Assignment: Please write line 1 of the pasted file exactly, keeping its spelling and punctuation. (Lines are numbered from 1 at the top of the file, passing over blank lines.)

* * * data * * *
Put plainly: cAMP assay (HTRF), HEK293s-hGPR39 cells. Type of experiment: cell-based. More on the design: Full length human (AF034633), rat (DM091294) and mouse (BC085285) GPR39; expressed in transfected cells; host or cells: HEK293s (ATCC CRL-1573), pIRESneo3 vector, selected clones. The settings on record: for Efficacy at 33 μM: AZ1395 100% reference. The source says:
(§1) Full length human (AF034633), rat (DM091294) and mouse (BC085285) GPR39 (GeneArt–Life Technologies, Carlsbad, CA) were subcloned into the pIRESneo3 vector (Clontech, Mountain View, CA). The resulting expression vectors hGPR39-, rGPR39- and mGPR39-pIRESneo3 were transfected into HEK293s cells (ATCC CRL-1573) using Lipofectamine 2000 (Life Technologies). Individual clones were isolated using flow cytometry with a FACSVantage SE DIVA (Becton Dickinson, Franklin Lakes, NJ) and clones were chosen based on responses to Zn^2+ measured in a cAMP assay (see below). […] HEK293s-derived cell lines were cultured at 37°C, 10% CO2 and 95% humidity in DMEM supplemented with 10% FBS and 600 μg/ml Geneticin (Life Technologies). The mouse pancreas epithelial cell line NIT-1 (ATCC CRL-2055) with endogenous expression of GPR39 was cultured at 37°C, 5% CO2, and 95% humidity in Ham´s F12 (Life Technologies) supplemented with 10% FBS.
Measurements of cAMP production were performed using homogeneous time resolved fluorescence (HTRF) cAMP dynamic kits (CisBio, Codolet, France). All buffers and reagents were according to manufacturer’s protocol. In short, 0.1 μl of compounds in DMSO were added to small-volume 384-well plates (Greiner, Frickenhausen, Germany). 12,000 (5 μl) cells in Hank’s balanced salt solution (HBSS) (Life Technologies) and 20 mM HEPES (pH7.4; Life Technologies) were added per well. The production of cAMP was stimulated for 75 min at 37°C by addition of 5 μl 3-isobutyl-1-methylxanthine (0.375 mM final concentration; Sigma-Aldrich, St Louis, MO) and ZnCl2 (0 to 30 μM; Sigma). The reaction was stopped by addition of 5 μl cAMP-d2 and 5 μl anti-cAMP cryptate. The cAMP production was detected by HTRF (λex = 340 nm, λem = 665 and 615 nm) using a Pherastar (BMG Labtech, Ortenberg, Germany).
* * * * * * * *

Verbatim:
Put plainly: cAMP assay (HTRF), HEK293s-hGPR39 cells. Type of experiment: cell-based. More on the design: Full length human (AF034633), rat (DM091294) and mouse (BC085285) GPR39; expressed in transfected cells; host or cells: HEK293s (ATCC CRL-1573), pIRESneo3 vector, selected clones. The settings on record: for Efficacy at 33 μM: AZ1395 100% reference. The source says: